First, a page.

80M was written in 1966 and it gives a very interesting picture of big city life in those days with cops calling into the station from payphones wherever they can find them. Have to arrange an interview with a suspect? - one of your fellow officers down at the station can make calls every thirty minutes until the call is eventually answered. Remember? - no 1966 answering machines ! You might be thinking no CSI either. And no SOCO. Wrong, wrong. I've only read two books in this series so far, both very good, and I'm amazed at the bits of evidence discovered at the crime scene, not by glow lamps, but by two eyeballs. And there were crime labs to an extent back in that stone age.

    The "87th" books ar a lot of fun. This one is 189 pages and can be zipped through in a little more than 2 hours. Great for a short flight ...The prose, and observations, are very good. As is the pace, and level of tension. The endings might be a bit predictable but they are still done well. Ed McBain is really Evan Hunter, very good writer.

  • Ed McBain has always been one of those crime fiction writers that I said I'd get around to reading "one of these days." Well, the day finally came, and now I know what everyone's been talking about. Eighty Million Eyes (forty million viewers times two eyes each...) is a lean, mean fighting machine. No fluff. No lengthy descriptive passages. No character contemplating his or her navel. Two major plots. No subplots. This could be the recipe for something excruciatingly boring for a reader like me who likes character-driven plots and strong settings, but it most certainly isn't because Ed McBain was a master of his craft.

    Written in 1966, there are no gun-toting CSI folks spraying everything down in luminol or running DNA tests, but you'd be amazed at the amount of evidence that can be found by good, dedicated detectives with sharp eyes-- detectives who have to track down a payphone in order to call the precinct. I do enjoy the science in modern crime fiction, but reading something like this from back in "the Stone Age" can be quite refreshing.

    This is around the twentieth book in this series, and although it's the first I've read, I didn't feel as though I'd been dropped on my head in the middle of the story. McBain's lean prose style brought this big city to life, I got to know some first-rate detectives, and I read a couple of scenes where my blood ran cold. This author pulls you right into the story. I want to thank the person who finally nudged me through the door of the 87th Precinct. As Arnie would say, "I'll be back!"

  • This is the first novel I've ever read by Ed McBain, the pen name of author and screenwriter Evan Hunter. There are over 50 novels in the 87th Precinct Series and if this book is any indication of the quality of the others then I will be returning to this fictitious but realistic world. Detectives Carella and Kling are characters that I really enjoyed and even though this book was written in 1966 it has a fast paced, modern feel. I like the era of the 60's that this book is set in and while I'm not a huge fan of crime stories this one kept my attention. It's a quick read that I was able to finish in just a few hours. Give it a try.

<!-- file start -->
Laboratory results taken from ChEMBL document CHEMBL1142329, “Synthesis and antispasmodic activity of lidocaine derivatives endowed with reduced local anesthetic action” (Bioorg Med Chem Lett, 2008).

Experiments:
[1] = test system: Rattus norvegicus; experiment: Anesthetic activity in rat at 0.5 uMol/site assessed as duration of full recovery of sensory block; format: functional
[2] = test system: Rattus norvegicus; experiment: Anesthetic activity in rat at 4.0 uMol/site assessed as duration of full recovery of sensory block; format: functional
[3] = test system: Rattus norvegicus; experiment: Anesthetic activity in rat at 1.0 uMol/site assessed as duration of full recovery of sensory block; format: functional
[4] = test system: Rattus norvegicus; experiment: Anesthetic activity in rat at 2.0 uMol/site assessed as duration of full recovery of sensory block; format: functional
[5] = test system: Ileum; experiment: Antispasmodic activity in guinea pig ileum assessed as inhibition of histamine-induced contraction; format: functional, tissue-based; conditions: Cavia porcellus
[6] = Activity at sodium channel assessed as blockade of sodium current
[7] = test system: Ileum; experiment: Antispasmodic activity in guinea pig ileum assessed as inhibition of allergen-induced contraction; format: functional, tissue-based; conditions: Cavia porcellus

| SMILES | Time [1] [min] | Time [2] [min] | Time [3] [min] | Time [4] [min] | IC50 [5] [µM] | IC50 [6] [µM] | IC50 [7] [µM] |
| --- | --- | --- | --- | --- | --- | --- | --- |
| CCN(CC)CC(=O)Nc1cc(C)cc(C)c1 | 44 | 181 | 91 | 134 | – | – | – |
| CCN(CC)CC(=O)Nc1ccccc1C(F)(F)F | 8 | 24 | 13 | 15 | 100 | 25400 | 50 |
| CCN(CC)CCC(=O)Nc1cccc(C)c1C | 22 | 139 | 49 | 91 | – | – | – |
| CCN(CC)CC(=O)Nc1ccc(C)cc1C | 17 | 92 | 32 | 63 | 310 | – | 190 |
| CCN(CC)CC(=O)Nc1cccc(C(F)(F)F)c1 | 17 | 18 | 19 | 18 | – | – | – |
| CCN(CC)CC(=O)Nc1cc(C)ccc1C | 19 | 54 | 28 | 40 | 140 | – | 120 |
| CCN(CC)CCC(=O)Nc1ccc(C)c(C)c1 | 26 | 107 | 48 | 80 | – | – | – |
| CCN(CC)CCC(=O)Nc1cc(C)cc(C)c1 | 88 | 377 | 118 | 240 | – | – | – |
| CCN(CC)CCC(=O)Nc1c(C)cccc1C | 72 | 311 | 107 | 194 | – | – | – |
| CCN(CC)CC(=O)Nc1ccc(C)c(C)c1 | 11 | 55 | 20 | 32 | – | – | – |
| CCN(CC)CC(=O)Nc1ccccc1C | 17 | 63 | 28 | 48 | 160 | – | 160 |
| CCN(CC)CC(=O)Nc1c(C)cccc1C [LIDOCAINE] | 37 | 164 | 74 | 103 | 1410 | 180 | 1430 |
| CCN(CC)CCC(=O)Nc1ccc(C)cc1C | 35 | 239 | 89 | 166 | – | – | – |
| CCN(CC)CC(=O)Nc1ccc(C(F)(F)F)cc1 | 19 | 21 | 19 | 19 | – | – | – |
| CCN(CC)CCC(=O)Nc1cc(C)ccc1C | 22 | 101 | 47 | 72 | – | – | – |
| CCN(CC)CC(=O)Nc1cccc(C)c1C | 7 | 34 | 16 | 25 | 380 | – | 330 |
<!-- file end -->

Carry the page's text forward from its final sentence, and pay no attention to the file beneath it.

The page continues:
• Even the worst of the 87tth Precinct novels are worth your time, and this one has some great bantering moments amongst the cops in a very quick, light plot. Fair warning that there are very draggy moments, some of them not McBains fault (technical details around the main plot date VERY poorly), some less so (Bert Kling, easily the least interesting cop in the 87th for my money, is featured in a subplot). But this one is a very quick read, and there are definitely worse ways to spend a pleasant Sunday afternoon.

  • The plot is simple, but I don't read Ed Mcbain for the plot, but for the razor sharp wit and dialogue and that is all there in this one as well. One of the weaker plots, but still enjoyed it enormously ! Get it if you are a Mcbain fan, but for people who are new to his work, there are far better books in the series

  • You should read this one. It's not rocket science or brain surgery, but it's well thought through and a quick read.

  • Another 87th precinct story by the author who never fails to provide you with good and familiar characters along with
    some ream mean meanies. Always a good read

  • Just found out the author wrote blackboard jungle under his pen name.This is much better. Jungle was a joke.Not even close to real.
    Plot development was very good